There may be residual energy hauntings at Eden Camp. Some noises could be explained that way.

In fact, the team went out of their way to debunk most of the phenomena.

Eden Camp ghosts - personal and scaryIn the first episode, the cat might have been responsible for some noises.

Maybe the bicycle wasn’t solidly propped against the wall, each time it fell.

And maybe there was a technical glitch so the smoke machine kept running, intermittently.

Rapping noises on the ceiling (or roof) and in the walls… sure, maybe they were squirrels or mice.

The swinging doors might have been an odd gust of wind. But then another… and another? Each time that happened, “normal” explanations seemed less likely.

When you put all of these seemingly low-level anomalies together, the picture changes.

The fact is, almost all ghostly phenomena can be explained by a dedicated skeptic.

But… ghost hunters (like me) raise an eyebrow when many odd, “explainable” things happen, one after another.

It’s not the cause/explanation that holds our attention; it’s that these things happen at an anomalous pace, and all at one site.

Also at Eden Camp, some expected things didn’t happen.

Each of those was an anomaly, as well.

For example, at Eden Camp, relatively little seemed to happen around Yvette.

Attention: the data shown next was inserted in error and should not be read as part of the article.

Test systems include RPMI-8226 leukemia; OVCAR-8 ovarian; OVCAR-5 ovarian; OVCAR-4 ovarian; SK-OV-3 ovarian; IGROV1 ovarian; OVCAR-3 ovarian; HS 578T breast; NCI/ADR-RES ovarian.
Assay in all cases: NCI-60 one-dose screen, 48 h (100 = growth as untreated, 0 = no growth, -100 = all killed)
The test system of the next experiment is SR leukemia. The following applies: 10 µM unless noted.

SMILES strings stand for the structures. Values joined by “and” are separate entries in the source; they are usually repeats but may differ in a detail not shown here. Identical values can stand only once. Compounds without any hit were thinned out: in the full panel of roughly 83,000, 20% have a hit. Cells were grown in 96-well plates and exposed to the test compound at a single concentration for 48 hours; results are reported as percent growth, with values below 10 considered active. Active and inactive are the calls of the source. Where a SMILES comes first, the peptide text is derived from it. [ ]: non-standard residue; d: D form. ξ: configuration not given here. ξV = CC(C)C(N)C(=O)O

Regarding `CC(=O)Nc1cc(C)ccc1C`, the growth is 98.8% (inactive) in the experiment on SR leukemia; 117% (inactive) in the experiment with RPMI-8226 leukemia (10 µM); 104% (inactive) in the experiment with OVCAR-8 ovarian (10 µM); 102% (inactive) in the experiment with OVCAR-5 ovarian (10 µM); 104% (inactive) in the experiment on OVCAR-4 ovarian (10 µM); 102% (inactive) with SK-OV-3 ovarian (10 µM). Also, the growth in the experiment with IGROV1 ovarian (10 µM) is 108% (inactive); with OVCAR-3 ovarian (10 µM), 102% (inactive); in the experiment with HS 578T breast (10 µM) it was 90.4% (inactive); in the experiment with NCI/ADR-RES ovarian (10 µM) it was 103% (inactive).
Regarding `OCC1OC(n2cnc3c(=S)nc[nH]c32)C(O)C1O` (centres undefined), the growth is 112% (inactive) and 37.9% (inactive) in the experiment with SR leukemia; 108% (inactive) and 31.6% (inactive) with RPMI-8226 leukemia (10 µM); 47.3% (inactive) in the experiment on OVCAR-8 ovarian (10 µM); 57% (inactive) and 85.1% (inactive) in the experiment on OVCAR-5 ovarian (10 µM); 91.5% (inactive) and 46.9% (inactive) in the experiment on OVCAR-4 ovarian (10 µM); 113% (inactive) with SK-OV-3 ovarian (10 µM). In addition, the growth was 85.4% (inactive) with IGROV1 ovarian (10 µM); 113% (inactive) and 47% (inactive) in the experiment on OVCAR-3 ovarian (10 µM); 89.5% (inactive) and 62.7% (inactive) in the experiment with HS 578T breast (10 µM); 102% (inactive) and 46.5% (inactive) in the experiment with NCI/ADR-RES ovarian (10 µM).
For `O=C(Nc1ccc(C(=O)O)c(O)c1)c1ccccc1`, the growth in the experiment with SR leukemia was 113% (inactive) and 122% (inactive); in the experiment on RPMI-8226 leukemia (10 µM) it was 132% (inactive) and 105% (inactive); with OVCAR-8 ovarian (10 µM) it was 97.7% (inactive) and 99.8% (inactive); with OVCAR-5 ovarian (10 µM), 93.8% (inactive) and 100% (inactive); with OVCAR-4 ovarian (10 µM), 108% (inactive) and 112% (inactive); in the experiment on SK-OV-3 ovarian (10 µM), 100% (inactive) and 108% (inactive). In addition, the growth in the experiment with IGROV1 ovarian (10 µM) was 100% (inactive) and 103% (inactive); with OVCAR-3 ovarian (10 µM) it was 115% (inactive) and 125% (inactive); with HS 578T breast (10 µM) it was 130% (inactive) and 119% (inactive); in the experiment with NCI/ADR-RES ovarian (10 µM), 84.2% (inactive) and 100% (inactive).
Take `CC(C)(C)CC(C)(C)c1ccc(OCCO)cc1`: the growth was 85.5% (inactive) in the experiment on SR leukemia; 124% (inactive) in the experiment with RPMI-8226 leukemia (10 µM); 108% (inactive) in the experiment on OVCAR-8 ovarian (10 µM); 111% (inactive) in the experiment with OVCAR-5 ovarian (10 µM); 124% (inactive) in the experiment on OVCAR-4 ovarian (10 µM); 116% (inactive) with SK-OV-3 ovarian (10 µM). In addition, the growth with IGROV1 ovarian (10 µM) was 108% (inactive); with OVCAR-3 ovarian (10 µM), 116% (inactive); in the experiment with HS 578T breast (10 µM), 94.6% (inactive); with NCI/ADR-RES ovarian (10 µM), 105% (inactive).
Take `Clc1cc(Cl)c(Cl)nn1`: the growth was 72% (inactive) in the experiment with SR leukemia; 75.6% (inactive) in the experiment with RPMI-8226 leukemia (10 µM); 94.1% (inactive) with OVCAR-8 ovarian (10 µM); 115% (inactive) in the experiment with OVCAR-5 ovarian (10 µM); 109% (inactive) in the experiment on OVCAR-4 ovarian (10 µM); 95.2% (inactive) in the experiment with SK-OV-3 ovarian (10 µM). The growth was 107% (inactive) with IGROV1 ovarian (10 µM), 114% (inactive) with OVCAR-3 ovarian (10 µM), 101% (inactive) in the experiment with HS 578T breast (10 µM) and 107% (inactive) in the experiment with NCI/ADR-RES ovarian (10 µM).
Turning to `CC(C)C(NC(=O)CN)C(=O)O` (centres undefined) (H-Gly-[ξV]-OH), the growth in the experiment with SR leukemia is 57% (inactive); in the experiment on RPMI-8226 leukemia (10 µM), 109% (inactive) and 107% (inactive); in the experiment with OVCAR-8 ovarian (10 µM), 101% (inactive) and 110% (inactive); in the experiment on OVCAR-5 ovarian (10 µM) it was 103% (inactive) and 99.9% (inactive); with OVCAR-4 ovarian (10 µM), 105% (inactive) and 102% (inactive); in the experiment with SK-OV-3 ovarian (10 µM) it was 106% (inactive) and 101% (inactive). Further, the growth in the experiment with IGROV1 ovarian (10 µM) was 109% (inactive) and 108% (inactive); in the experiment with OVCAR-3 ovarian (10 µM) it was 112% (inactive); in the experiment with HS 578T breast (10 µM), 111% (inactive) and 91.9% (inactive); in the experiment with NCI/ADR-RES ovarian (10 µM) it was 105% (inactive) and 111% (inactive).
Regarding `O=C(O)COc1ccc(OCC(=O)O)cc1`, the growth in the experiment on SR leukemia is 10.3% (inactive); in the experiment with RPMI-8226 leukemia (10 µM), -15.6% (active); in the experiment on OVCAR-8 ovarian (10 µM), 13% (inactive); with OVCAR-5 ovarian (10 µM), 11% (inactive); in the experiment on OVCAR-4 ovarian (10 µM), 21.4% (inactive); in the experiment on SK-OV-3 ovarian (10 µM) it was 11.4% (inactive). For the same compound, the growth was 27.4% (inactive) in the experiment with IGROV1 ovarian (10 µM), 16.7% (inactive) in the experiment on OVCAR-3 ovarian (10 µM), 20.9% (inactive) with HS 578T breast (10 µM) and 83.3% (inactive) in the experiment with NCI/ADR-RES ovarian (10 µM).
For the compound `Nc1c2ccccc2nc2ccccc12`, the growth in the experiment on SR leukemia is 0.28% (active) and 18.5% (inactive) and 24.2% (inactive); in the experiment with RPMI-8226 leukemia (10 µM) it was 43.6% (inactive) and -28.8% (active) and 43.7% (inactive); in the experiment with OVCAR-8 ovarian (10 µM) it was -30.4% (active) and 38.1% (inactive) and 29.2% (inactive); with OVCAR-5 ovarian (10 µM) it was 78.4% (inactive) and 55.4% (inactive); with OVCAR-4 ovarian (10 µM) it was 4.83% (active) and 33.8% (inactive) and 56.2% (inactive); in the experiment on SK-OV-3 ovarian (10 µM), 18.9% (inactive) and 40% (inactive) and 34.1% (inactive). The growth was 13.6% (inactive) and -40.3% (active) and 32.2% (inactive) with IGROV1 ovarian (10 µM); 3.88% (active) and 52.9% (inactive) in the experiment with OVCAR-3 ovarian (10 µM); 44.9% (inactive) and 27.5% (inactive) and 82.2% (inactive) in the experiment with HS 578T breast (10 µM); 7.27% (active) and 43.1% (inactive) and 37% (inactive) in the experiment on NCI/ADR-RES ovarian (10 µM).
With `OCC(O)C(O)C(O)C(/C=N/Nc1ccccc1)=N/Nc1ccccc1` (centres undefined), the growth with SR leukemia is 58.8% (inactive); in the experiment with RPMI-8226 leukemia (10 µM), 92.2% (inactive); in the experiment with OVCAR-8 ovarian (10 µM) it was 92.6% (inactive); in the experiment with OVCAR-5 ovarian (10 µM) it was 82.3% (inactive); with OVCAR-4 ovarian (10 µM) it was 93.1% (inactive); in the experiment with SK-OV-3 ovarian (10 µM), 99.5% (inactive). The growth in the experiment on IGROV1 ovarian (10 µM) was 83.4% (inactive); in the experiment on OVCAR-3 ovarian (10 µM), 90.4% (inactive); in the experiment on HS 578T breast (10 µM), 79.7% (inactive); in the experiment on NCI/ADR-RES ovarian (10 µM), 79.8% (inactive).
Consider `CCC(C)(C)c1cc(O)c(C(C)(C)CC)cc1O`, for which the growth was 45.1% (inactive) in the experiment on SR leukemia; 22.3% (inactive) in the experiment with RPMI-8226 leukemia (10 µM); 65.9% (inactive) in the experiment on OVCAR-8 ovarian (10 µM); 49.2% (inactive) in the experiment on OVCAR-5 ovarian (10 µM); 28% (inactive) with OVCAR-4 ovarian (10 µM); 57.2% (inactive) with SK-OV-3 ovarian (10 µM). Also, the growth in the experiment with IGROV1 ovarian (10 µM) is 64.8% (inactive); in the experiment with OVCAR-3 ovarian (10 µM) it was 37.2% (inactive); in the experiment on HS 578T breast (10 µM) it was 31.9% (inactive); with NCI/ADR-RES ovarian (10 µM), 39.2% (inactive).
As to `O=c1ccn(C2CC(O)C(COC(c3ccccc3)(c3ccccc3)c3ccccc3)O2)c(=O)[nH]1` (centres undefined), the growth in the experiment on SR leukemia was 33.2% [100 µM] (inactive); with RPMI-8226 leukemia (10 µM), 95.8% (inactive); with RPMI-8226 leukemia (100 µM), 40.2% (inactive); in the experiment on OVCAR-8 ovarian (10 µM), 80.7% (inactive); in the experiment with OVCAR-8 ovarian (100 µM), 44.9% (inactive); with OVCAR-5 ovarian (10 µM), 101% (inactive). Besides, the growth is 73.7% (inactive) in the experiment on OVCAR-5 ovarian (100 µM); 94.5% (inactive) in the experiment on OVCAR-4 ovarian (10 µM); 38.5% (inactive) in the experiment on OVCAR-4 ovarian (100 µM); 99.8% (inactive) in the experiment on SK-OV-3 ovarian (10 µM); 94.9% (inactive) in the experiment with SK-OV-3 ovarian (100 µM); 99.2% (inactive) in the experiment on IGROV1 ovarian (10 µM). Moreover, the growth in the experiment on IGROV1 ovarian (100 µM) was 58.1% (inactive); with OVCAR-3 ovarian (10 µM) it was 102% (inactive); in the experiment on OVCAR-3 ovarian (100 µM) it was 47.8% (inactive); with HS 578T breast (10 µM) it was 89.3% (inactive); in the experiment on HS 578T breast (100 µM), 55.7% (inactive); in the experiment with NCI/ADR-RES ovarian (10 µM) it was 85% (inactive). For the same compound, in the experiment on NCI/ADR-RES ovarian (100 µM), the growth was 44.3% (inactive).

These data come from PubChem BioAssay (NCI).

That’s odd. Usually, she’s the one most targeted by ghosts.

(She also recovers quickly when she’s startled. And then she gets straight to the point, challenging ghosts to make themselves – and their interests – known. Is it possible that Eden Camp’s ghosts were intimidated by Yvette?)

Summary: Yes, Eden Camp is Haunted

Adding all of this up, I think Eden Camp isn’t just haunted: It’s intelligently haunted.

The ghost (or ghosts) know exactly what they’re doing, and tailoring each person’s experience to the individual.

Creating anomalies that could be explained/debunked… that’s a great way for ghosts to get you to drop your guard.

And that’s why the two-part Most Haunted investigation of Eden Camp was so compelling: Whether it’s a single entity or multiple ghosts, and whether some activity was poltergeist or residual energy, each investigator had a unique, unsettling experience.

That’s why I can recommend Eden Camp Museum for ghost hunting, even though I haven’t been there yet.

My only warning is: Always remain close to at least one other team member. Even if you’re in the same hut, don’t wander into separate hallways or rooms, individually.

Something intelligent haunts Eden Camp. I don’t know what its motives are.